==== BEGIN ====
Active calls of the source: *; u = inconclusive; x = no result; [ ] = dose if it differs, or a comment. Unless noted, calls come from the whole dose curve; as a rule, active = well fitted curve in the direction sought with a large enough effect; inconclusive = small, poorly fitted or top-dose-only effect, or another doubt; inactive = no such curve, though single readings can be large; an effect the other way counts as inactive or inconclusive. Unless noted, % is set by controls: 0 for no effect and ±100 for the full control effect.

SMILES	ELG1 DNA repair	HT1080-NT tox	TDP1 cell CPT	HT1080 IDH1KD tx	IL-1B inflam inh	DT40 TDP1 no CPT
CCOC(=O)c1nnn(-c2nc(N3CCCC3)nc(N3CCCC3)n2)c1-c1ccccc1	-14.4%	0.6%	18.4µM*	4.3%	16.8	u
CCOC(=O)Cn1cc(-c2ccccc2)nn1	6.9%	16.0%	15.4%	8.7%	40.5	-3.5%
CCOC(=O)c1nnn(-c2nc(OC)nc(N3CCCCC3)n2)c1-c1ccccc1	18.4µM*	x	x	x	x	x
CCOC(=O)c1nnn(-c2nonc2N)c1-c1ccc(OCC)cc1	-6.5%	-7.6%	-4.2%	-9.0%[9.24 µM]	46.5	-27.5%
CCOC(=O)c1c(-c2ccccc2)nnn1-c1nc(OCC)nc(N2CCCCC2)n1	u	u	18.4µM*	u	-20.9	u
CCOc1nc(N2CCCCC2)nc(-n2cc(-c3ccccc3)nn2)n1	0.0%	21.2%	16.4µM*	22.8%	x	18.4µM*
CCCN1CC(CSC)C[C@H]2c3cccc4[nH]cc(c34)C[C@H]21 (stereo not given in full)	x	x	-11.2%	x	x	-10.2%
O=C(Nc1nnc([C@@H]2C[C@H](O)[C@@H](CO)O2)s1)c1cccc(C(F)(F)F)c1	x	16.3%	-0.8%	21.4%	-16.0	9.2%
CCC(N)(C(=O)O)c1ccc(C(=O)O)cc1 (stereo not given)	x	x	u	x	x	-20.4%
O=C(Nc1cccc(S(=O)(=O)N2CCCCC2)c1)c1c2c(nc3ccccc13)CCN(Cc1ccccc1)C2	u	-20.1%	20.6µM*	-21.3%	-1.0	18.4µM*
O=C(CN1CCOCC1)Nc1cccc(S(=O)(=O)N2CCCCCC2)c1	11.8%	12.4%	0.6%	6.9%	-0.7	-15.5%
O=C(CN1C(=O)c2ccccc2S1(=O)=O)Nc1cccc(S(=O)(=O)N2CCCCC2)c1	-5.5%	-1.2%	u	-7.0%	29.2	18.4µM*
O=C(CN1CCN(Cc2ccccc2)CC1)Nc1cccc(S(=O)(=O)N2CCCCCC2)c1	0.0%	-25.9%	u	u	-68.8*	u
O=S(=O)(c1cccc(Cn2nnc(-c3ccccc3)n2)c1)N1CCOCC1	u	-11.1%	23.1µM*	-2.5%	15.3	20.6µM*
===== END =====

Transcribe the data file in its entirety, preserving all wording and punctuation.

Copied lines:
Active calls of the source: *; u = inconclusive; x = no result; [ ] = dose if it differs, or a comment. Unless noted, calls come from the whole dose curve; as a rule, active = well fitted curve in the direction sought with a large enough effect; inconclusive = small, poorly fitted or top-dose-only effect, or another doubt; inactive = no such curve, though single readings can be large; an effect the other way counts as inactive or inconclusive. Unless noted, % is set by controls: 0 for no effect and ±100 for the full control effect.

SMILES	ELG1 DNA repair	HT1080-NT tox	TDP1 cell CPT	HT1080 IDH1KD tx	IL-1B inflam inh	DT40 TDP1 no CPT
CCOC(=O)c1nnn(-c2nc(N3CCCC3)nc(N3CCCC3)n2)c1-c1ccccc1	-14.4%	0.6%	18.4µM*	4.3%	16.8	u
CCOC(=O)Cn1cc(-c2ccccc2)nn1	6.9%	16.0%	15.4%	8.7%	40.5	-3.5%
CCOC(=O)c1nnn(-c2nc(OC)nc(N3CCCCC3)n2)c1-c1ccccc1	18.4µM*	x	x	x	x	x
CCOC(=O)c1nnn(-c2nonc2N)c1-c1ccc(OCC)cc1	-6.5%	-7.6%	-4.2%	-9.0%[9.24 µM]	46.5	-27.5%
CCOC(=O)c1c(-c2ccccc2)nnn1-c1nc(OCC)nc(N2CCCCC2)n1	u	u	18.4µM*	u	-20.9	u
CCOc1nc(N2CCCCC2)nc(-n2cc(-c3ccccc3)nn2)n1	0.0%	21.2%	16.4µM*	22.8%	x	18.4µM*
CCCN1CC(CSC)C[C@H]2c3cccc4[nH]cc(c34)C[C@H]21 (stereo not given in full)	x	x	-11.2%	x	x	-10.2%
O=C(Nc1nnc([C@@H]2C[C@H](O)[C@@H](CO)O2)s1)c1cccc(C(F)(F)F)c1	x	16.3%	-0.8%	21.4%	-16.0	9.2%
CCC(N)(C(=O)O)c1ccc(C(=O)O)cc1 (stereo not given)	x	x	u	x	x	-20.4%
O=C(Nc1cccc(S(=O)(=O)N2CCCCC2)c1)c1c2c(nc3ccccc13)CCN(Cc1ccccc1)C2	u	-20.1%	20.6µM*	-21.3%	-1.0	18.4µM*
O=C(CN1CCOCC1)Nc1cccc(S(=O)(=O)N2CCCCCC2)c1	11.8%	12.4%	0.6%	6.9%	-0.7	-15.5%
O=C(CN1C(=O)c2ccccc2S1(=O)=O)Nc1cccc(S(=O)(=O)N2CCCCC2)c1	-5.5%	-1.2%	u	-7.0%	29.2	18.4µM*
O=C(CN1CCN(Cc2ccccc2)CC1)Nc1cccc(S(=O)(=O)N2CCCCCC2)c1	0.0%	-25.9%	u	u	-68.8*	u
O=S(=O)(c1cccc(Cn2nnc(-c3ccccc3)n2)c1)N1CCOCC1	u	-11.1%	23.1µM*	-2.5%	15.3	20.6µM*